In serious trouble at home from a series of interconnected scandals and policy blunders, Greece’s Prime Minister Alexis Tsipras turned to the annual UN General Assembly New York meetings to try and generate support for faster and deeper Greek debt relief and to gather support on the migration issue.
This year the Greek delegation’s annual United Nations General Assembly trip is more properly focused on UN and regional/global issues and is not a stealth bilateral U.S. visit of the kind we saw last year. Bilateral contacts with U.S. Government officials outside of the UN context have been minimal, depending on how one classifies the hastily-arranged September 20th New York bilateral session (the no-Obama consolation prize) with Vice President Joe Biden. If you look at the PM’s official New York program as released by the Greek UN Mission’s Press Office on September 16th, there were no Greece-U.S. bilateral contacts agreed at that time, and all the routine New York media and business community sessions that PM Tsipras attended appear to have been finalized sometime after the very light official schedule was released. To this observer it looks as if the PM’s schedulers were hanging on confirmation of key bilateral meetings before releasing the watered-down New York program, some of which did not materialize. Fortunately, PM Tsipras was able to arrange to speak at the high-profile Concordia Summit in New York, also focusing on the refugee crisis.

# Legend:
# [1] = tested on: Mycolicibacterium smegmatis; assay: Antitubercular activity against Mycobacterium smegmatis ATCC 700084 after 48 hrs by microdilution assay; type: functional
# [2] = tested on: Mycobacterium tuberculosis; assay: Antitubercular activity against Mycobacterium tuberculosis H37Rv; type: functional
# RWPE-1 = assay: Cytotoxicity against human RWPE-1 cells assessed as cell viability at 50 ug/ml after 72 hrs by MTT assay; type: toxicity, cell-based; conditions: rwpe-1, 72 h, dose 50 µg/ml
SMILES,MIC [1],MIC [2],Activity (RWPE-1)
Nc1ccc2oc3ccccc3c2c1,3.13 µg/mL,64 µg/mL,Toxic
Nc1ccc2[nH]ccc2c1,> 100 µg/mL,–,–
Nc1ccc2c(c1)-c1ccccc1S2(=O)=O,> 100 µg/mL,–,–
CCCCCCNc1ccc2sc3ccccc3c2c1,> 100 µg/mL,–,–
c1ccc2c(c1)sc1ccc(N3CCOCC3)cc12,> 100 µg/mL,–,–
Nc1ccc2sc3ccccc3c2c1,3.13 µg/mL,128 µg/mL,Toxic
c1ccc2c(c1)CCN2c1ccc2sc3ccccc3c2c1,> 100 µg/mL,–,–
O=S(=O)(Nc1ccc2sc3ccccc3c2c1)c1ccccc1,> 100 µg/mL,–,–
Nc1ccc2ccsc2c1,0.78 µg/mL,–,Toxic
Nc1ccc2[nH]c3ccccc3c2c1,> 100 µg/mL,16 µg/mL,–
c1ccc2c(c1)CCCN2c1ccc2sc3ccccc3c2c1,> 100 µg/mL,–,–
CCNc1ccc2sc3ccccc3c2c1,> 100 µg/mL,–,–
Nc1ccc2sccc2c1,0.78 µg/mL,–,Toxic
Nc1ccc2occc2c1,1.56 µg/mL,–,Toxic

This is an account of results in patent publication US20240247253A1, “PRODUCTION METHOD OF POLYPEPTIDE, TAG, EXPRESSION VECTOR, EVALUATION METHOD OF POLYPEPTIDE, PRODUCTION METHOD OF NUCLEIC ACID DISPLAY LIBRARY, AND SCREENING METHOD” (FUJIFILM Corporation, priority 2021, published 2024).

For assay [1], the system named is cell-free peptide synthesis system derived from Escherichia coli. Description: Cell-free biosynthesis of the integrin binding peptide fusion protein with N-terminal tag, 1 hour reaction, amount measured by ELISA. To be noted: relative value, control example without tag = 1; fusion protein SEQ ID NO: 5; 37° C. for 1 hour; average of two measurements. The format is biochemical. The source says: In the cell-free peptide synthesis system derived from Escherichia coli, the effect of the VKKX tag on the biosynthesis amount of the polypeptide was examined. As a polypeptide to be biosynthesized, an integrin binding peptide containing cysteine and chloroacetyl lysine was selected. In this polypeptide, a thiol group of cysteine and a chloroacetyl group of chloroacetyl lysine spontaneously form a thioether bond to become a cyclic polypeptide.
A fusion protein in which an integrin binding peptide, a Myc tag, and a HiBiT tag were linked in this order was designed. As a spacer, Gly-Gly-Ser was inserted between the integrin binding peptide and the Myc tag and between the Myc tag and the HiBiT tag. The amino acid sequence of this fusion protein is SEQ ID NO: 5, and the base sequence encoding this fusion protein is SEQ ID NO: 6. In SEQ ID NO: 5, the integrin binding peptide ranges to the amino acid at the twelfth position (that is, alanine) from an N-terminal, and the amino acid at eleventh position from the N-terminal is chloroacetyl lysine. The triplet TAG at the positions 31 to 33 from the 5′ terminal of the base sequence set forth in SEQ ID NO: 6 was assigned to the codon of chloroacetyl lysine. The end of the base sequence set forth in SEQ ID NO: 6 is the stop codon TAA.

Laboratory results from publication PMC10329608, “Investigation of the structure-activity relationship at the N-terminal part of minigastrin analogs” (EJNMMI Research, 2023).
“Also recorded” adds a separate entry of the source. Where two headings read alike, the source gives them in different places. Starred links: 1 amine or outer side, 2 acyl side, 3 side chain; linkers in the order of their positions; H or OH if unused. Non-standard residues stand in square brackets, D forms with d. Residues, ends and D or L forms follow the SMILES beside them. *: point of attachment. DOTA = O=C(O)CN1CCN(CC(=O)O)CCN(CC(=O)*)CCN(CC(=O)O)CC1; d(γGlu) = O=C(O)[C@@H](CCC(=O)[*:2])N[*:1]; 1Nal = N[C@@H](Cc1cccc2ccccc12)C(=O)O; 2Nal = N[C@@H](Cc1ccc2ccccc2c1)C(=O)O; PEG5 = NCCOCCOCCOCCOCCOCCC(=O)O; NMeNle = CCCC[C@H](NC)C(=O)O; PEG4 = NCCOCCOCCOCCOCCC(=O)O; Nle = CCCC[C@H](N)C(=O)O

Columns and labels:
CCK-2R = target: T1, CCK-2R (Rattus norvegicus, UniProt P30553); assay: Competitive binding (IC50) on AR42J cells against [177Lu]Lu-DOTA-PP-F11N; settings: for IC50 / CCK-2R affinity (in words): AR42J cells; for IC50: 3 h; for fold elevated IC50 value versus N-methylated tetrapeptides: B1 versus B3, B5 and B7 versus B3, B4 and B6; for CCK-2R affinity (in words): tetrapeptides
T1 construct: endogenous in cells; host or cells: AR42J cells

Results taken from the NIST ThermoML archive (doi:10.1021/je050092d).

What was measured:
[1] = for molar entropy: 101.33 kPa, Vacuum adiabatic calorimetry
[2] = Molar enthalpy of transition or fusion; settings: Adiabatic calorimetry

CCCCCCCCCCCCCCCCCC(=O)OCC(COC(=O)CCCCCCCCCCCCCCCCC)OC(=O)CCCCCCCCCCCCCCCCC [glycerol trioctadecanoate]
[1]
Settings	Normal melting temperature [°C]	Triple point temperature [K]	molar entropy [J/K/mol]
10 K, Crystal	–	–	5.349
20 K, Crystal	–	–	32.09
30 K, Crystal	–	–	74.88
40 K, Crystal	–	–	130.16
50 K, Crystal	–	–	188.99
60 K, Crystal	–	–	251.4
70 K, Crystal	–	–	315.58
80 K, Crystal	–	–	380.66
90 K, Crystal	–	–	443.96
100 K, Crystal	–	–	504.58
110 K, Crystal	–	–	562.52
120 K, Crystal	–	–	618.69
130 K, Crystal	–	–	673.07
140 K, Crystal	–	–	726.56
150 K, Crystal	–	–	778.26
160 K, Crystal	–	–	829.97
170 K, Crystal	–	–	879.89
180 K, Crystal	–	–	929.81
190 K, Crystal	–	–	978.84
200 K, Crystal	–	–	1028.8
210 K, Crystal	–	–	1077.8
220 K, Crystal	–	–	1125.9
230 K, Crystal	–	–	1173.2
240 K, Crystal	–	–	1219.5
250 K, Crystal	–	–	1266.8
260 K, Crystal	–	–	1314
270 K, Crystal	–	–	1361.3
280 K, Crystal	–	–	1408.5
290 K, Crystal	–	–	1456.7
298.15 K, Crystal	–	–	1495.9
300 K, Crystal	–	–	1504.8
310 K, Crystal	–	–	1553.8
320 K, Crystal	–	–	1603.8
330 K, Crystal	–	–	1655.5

The readout of the Greece-U.S. bilateral meeting contained no surprises. Vice President Biden’s official readout stressed strong U.S. approval for Tsipras’ participation in President Obama’s UN Refugee Summit and Greek efforts on that front. On the economy, Biden encouraged Tsipras to press on with implementation of key structural reforms in coordination with Greece’s international partners. Biden “again underscored the importance of Europe following through on its commitment to put Greece’s debt on a sustainable path through meaningful debt relief.” This is more or less the same phraseology the U.S. has been using for most of 2016, although amazingly not all officials mention debt relief after pressing Greece for more complete structural reform, so no new ground was broken in the Biden meeting despite hints from the Greek side that the U.S. was prepared to take up Greece’s needs again in Berlin. Biden also expressed support for the progress made in Cyprus and highlighted the September 14th Cyprus leaders’ statement committing to more intensive work towards a comprehensive settlement this year.
The bottom line is that for many reasons PM Tsipras is left with a resoundingly flat/average New York visit scorecard, possibly even a trip that did not merit the PM’s extended attendance when faced with so much instability back home. For most countries the annual UN General Assembly pilgrimage is quite humdrum, with mundane visits to local ethnic counterparts, private conferences timed for the UNGA, and brief UN Bilateral meetings between just about everybody to add a little spice and photo ops. Greece should be so lucky.